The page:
. Our narrative analyses confirmed this by showing that caregivers who reported feeling forced or obligated to offer care were extrinsically motivated or amotivated, which predicted more depressive symptoms, less life satisfaction, and greater stress and caregiver burden.
Targeting caregivers' autonomous motivation
We found that a motivational perspective on helping, as provided by SDT, is useful in explaining variations in personal and relational well-being and distress among caregivers. Early identification of caregivers who are struggling or at risk of struggling is crucial4
. It is important to identify this subgroup of caregivers so that they can receive evidence-based services6
. SDT constructs can identity, clarify and explain why caregivers in apparently similar situations differ in terms of well-being and in their desire to continue offering care. According to Roth et al.6
it is important to target evidence-based services to the subgroup of caregivers who are under stress or at risk in other ways6
. In line with this, we found that by identifying caregivers who were intrinsically motivated or amotivated and suffering from the caregiver experience, health professionals might better understand why certain caregivers experience worse well-being than others, and how these caregivers will benefit from receiving support services or counselling.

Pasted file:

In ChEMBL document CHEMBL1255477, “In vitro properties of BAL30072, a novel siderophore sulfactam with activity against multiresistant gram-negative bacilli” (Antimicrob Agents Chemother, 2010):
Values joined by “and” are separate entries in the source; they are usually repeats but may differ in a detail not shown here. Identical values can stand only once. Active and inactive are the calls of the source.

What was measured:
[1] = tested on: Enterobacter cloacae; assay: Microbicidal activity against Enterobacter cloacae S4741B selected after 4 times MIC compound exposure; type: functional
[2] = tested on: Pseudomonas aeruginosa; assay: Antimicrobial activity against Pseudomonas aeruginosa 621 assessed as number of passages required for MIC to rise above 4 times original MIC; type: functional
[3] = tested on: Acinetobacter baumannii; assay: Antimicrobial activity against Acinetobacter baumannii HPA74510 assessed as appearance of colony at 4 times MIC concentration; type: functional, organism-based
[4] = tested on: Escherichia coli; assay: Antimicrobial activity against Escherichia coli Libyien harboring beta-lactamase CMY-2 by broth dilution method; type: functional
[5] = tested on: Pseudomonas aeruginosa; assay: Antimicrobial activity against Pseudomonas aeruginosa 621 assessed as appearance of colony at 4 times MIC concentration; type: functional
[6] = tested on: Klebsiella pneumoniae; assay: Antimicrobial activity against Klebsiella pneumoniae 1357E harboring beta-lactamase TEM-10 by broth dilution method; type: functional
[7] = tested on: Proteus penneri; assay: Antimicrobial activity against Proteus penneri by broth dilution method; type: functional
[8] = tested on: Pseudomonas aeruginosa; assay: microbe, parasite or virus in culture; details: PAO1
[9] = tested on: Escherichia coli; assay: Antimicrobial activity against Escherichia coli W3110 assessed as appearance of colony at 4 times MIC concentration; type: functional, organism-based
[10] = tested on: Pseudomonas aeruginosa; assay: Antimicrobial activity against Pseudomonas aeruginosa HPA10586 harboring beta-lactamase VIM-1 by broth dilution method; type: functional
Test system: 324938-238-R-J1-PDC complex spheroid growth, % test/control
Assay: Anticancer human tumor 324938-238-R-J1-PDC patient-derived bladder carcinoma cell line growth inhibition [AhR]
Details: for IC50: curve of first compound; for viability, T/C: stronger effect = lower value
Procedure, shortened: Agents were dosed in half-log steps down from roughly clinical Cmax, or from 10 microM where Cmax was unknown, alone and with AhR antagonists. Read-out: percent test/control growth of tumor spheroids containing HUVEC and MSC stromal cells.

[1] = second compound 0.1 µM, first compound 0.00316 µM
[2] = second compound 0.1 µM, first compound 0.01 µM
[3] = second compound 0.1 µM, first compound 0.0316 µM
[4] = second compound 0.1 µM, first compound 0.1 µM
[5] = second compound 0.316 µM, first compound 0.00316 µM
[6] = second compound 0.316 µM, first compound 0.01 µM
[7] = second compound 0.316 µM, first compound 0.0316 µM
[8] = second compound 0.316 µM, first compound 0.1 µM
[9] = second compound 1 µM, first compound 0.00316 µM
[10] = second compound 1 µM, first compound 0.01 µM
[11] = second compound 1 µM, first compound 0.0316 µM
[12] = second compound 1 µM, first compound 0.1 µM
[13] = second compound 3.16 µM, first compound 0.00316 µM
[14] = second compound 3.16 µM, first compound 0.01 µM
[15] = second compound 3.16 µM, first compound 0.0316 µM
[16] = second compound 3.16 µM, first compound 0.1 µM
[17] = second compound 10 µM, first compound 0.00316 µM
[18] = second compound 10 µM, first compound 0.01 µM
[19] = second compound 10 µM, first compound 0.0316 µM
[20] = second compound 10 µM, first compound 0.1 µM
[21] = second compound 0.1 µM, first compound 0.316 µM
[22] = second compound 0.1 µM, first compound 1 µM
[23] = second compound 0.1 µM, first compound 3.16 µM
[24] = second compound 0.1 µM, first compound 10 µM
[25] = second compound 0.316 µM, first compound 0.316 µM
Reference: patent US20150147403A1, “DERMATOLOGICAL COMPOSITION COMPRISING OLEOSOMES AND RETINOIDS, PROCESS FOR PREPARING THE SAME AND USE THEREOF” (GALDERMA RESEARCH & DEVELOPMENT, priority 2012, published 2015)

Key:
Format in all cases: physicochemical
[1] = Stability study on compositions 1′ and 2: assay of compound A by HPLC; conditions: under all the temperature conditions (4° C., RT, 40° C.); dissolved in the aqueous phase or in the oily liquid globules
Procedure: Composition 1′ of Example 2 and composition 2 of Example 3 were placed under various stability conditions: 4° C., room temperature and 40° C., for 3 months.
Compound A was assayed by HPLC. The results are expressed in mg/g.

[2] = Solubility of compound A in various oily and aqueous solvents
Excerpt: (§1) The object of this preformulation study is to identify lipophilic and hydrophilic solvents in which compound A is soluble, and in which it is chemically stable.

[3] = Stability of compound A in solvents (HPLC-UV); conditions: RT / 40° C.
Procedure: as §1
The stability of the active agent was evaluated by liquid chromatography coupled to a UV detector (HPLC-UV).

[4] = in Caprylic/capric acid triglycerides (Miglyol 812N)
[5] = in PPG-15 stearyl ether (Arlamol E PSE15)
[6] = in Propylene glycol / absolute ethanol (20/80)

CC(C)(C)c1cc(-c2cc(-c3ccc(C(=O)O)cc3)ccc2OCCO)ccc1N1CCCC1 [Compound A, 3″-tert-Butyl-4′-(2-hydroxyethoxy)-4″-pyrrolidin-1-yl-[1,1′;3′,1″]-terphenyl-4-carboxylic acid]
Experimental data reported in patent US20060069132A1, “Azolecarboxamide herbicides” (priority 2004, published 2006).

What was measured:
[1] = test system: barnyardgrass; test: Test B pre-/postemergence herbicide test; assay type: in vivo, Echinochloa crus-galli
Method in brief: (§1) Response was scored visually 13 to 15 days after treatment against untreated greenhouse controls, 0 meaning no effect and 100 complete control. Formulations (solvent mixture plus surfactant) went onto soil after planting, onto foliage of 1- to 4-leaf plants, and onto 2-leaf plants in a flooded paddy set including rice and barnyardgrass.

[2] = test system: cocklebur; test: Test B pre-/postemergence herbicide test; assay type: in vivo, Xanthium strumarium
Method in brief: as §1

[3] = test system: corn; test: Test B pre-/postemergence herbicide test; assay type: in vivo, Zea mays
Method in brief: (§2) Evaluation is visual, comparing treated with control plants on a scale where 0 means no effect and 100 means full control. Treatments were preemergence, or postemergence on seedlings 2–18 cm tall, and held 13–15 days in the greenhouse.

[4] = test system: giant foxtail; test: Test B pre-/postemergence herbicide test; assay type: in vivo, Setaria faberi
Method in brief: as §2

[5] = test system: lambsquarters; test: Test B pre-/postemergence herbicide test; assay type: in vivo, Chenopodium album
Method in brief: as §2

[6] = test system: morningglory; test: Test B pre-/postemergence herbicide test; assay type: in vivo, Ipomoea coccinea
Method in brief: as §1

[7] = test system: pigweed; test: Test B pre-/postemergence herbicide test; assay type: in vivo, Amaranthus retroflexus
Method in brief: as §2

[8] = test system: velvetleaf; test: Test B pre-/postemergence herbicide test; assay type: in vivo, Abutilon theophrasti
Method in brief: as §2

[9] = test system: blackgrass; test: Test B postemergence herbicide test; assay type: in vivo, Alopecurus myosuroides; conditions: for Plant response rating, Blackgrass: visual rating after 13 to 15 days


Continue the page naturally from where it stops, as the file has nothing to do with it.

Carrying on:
Our results highlight the need for improved ways of supporting caregivers' motivation. Moreover, it is crucial for health professionals to understand when the provision of caregiver support is considered helpful and beneficial for the caregivers' well-being. According to previous caregiver research, health services ought to see informal carers as no less important than the patient2, 4, 11
. Different kinds of caregivers need different kinds of support and interventions based on, that is, types or severity of the relatives' long-term illness1, 9
. Support and services to caregivers are indispensable to caregivers' psychological well-being by preventing burnout4, 8
. This is consistent with our findings that well-being is facilitated by perceived support, especially support for autonomy from health professionals, the patient and from others. Given the critical role of autonomous helping motivation, health professionals can meet caregivers' needs by being autonomous supportive. Promising result from the two pilot interventions in the fields of cancer and heart failure encourage further development and testing of interventions that support caregivers. The interventions recommend that health professionals reinforce caregivers' autonomous motivation by offering choices rather than restrictions, showing the range of options available to them, avoiding criticism and giving encouragement31, 39
. Accordingly, health providers should view caregivers as partners5
, and take into account caregivers' resources13
. Here, a more balanced image of the caregiver as a resilient and capable ally is useful6
. Health professionals could work more effectively and systematically with patients to identify, inform and collaborate with their informal caregivers6
. According to Quinn et al.10
efficacious interventions should be developed and implemented to support caregivers' motivation and thus their well-being.
Future directions for SDT in the caregiver context